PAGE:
Saturday, March 2, 2019

Why Can't Empiricists Explain The Success of Science?

I'm teaching my course on scientific realism again. I especially enjoy it as an opportunity to re-trace the historical evolution of the realist and antirealist positions. In particular, I'm struck by the following: an earlier version of a realist argument might have been quite cognizant that it blunted a certain line of criticism (call it X), but then that argument is revised in response to something else in a manner that makes realists vulnerable to X. Here's one that's really struck me re-reading early versions of the "No Miracles Argument.":

  • Originally, scientific realists claimed that they, but not empiricists, could explain science's empirical success. Very roughly, the thought was that the realist could claim that the approximate truth of a theory best explains its empirical adequacy, but the empiricist was stuck claiming that a theory's empirical adequacy explains its empirical adequacy, which is no explanation at all.
  • However, owing to the pessimistic induction, the realist's explanandum became restricted to high-grade empirical success, such as novel prediction. Hence, the revised realist claim is that a theory's approximate truth explains its high-grade empirical success.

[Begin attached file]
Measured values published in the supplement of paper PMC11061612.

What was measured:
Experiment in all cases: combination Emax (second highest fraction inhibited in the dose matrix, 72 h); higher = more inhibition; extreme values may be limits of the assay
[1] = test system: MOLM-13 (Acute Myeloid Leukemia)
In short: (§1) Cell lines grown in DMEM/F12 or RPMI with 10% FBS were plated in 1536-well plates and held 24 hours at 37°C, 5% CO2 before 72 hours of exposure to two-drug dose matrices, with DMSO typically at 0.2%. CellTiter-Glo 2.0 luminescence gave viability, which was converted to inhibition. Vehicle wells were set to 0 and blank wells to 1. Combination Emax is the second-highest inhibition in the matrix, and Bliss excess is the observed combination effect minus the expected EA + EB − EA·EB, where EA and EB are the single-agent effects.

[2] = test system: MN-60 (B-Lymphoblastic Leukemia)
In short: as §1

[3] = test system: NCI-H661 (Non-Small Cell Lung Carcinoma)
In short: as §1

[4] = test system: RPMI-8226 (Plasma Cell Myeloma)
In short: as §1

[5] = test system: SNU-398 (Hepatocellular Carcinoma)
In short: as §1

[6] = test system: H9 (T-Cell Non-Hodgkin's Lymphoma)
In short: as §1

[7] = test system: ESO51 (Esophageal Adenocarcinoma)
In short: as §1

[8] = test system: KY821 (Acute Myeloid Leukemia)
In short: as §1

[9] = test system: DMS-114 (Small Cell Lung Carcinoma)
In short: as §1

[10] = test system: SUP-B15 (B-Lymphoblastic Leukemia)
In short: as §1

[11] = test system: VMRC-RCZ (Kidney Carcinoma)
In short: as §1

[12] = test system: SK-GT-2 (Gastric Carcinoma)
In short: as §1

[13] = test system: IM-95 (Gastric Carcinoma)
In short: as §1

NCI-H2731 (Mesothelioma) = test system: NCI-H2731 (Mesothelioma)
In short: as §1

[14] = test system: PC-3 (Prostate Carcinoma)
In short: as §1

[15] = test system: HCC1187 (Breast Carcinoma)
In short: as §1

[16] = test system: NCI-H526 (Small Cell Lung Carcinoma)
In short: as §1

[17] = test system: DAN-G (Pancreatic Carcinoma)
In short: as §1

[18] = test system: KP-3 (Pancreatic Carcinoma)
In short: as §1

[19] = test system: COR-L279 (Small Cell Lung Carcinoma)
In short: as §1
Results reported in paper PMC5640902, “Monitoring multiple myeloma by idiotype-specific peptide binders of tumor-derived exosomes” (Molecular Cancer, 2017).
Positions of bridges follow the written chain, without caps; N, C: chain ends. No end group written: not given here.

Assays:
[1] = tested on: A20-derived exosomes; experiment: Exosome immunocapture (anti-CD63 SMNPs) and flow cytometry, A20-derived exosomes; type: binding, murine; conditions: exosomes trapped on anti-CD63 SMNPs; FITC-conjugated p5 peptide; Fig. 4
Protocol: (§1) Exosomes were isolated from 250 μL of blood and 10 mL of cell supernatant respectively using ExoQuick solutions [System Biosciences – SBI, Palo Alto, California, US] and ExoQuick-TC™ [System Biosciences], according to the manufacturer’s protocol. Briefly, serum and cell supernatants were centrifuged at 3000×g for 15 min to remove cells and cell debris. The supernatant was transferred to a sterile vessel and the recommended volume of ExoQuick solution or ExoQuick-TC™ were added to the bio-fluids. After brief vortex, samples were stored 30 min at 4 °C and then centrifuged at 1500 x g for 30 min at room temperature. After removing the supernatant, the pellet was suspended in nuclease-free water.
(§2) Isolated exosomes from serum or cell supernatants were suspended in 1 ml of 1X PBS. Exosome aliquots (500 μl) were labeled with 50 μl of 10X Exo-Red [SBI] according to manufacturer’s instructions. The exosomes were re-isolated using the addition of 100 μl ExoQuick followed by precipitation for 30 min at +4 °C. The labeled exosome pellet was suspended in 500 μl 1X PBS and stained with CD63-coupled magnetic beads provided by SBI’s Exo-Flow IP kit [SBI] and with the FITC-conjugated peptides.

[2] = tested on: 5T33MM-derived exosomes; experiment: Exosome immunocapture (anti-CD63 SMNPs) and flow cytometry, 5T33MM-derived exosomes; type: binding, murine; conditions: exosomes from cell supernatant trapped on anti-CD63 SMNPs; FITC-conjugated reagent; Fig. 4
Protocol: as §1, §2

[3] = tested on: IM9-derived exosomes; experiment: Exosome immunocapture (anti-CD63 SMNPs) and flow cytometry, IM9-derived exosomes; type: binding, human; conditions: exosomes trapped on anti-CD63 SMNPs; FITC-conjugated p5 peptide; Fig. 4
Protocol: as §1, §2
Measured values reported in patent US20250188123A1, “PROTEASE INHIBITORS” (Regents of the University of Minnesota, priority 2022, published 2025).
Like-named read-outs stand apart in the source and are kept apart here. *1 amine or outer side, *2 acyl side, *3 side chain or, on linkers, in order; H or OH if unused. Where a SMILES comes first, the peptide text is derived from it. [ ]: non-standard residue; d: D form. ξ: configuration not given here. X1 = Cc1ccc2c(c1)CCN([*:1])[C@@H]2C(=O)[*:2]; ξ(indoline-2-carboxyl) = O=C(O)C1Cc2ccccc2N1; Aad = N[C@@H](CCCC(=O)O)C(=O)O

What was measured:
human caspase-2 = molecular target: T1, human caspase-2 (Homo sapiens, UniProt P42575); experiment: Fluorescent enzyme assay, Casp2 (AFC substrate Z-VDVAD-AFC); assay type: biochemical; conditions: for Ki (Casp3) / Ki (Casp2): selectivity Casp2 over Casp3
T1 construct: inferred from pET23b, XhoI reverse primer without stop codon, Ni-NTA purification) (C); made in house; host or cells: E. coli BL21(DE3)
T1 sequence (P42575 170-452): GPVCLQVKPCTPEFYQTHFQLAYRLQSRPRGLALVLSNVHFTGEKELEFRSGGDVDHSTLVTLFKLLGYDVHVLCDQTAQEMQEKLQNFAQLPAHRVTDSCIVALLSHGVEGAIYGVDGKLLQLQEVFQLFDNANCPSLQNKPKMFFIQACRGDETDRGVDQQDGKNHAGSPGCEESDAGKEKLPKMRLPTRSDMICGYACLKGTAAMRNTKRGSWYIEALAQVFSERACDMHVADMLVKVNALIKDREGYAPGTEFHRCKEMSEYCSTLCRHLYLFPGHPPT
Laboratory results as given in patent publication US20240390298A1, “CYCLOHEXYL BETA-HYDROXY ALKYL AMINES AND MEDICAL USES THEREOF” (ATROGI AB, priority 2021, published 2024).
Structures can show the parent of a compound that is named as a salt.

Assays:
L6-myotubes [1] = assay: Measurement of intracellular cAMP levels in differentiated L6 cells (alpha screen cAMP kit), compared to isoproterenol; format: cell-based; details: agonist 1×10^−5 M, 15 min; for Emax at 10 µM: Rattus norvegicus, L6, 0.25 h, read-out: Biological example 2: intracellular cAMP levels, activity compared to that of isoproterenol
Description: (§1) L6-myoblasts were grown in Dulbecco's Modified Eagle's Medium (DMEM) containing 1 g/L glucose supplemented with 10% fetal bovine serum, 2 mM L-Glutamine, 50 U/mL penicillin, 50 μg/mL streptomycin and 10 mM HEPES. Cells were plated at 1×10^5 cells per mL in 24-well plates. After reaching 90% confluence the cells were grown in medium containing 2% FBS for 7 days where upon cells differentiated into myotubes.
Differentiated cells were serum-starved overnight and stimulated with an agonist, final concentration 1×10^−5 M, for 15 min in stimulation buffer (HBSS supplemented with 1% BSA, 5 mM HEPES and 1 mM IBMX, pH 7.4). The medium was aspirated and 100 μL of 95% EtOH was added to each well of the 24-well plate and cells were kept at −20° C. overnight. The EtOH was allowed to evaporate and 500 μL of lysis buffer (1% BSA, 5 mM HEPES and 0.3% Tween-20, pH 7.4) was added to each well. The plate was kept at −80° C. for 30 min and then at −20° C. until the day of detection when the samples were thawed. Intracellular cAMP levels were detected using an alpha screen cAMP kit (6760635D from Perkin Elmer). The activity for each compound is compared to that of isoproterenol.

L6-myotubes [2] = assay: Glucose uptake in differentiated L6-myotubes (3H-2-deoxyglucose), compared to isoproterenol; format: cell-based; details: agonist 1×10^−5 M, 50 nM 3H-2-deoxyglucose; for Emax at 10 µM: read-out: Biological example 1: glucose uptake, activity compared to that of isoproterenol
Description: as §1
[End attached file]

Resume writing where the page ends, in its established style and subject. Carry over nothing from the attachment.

• However, to my knowledge, few have noted that this means that empiricists thereby have an explanation of high-grade success. Empiricists can claim that a theory's empirical adequacy explains its high-grade empirical success. This is no longer circular, and indeed seems to be part of a general class of "success explanations," X's general reliability in domain D explains why X achieved a high-grade success in D. Ex. LeBron James' athleticism and basketball prowess explains why he was able to run down the shooter and block the latter's shot.
  • At this point, however, one may note that empirical adequacy, at least as defined by van Fraassen, is unlikely to be the true of any theory. However, so long as the empirical success in the explanans is more encompassing than the high-grade empirical success, empiricists can explain the high-grade empirical success. Let's call this general kind of empirical success which explains high-grade success empirical reliability, which is roughly akin to "approximate empirical adequacy."
  • What I can't see quite clearly is whether this empiricist explanation of high-grade success is better or worse than the realist explanation. But, of course, this has always been a difficulty with using Inference to the Best Explanation to adjudicate anything.